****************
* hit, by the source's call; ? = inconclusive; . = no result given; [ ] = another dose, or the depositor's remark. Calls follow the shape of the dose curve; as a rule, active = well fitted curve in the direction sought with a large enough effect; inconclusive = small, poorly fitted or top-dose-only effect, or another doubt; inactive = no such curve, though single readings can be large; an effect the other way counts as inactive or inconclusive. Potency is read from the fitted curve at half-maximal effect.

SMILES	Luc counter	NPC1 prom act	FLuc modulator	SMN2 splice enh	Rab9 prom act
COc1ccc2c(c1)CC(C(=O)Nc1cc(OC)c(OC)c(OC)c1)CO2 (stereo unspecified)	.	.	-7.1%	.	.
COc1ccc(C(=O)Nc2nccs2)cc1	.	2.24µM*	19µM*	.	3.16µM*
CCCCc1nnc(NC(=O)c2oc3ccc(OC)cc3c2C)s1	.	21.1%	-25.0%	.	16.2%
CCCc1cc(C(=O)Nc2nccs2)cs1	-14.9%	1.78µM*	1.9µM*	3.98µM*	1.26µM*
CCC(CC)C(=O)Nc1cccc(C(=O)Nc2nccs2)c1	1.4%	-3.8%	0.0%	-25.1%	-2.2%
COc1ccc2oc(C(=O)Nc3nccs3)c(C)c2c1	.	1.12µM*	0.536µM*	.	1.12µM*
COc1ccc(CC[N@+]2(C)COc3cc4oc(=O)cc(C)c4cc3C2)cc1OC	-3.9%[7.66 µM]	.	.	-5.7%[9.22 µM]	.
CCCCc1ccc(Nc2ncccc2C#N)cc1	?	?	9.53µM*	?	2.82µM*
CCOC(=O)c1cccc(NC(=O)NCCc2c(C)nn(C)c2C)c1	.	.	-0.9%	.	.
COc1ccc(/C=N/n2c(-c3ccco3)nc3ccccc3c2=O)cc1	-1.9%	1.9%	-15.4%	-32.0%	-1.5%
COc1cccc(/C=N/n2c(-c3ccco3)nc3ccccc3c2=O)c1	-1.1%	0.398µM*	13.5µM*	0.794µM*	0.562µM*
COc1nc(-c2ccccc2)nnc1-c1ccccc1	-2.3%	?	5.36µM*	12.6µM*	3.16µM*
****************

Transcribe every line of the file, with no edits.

* hit, by the source's call; ? = inconclusive; . = no result given; [ ] = another dose, or the depositor's remark. Calls follow the shape of the dose curve; as a rule, active = well fitted curve in the direction sought with a large enough effect; inconclusive = small, poorly fitted or top-dose-only effect, or another doubt; inactive = no such curve, though single readings can be large; an effect the other way counts as inactive or inconclusive. Potency is read from the fitted curve at half-maximal effect.

SMILES	Luc counter	NPC1 prom act	FLuc modulator	SMN2 splice enh	Rab9 prom act
COc1ccc2c(c1)CC(C(=O)Nc1cc(OC)c(OC)c(OC)c1)CO2 (stereo unspecified)	.	.	-7.1%	.	.
COc1ccc(C(=O)Nc2nccs2)cc1	.	2.24µM*	19µM*	.	3.16µM*
CCCCc1nnc(NC(=O)c2oc3ccc(OC)cc3c2C)s1	.	21.1%	-25.0%	.	16.2%
CCCc1cc(C(=O)Nc2nccs2)cs1	-14.9%	1.78µM*	1.9µM*	3.98µM*	1.26µM*
CCC(CC)C(=O)Nc1cccc(C(=O)Nc2nccs2)c1	1.4%	-3.8%	0.0%	-25.1%	-2.2%
COc1ccc2oc(C(=O)Nc3nccs3)c(C)c2c1	.	1.12µM*	0.536µM*	.	1.12µM*
COc1ccc(CC[N@+]2(C)COc3cc4oc(=O)cc(C)c4cc3C2)cc1OC	-3.9%[7.66 µM]	.	.	-5.7%[9.22 µM]	.
CCCCc1ccc(Nc2ncccc2C#N)cc1	?	?	9.53µM*	?	2.82µM*
CCOC(=O)c1cccc(NC(=O)NCCc2c(C)nn(C)c2C)c1	.	.	-0.9%	.	.
COc1ccc(/C=N/n2c(-c3ccco3)nc3ccccc3c2=O)cc1	-1.9%	1.9%	-15.4%	-32.0%	-1.5%
COc1cccc(/C=N/n2c(-c3ccco3)nc3ccccc3c2=O)c1	-1.1%	0.398µM*	13.5µM*	0.794µM*	0.562µM*
COc1nc(-c2ccccc2)nnc1-c1ccccc1	-2.3%	?	5.36µM*	12.6µM*	3.16µM*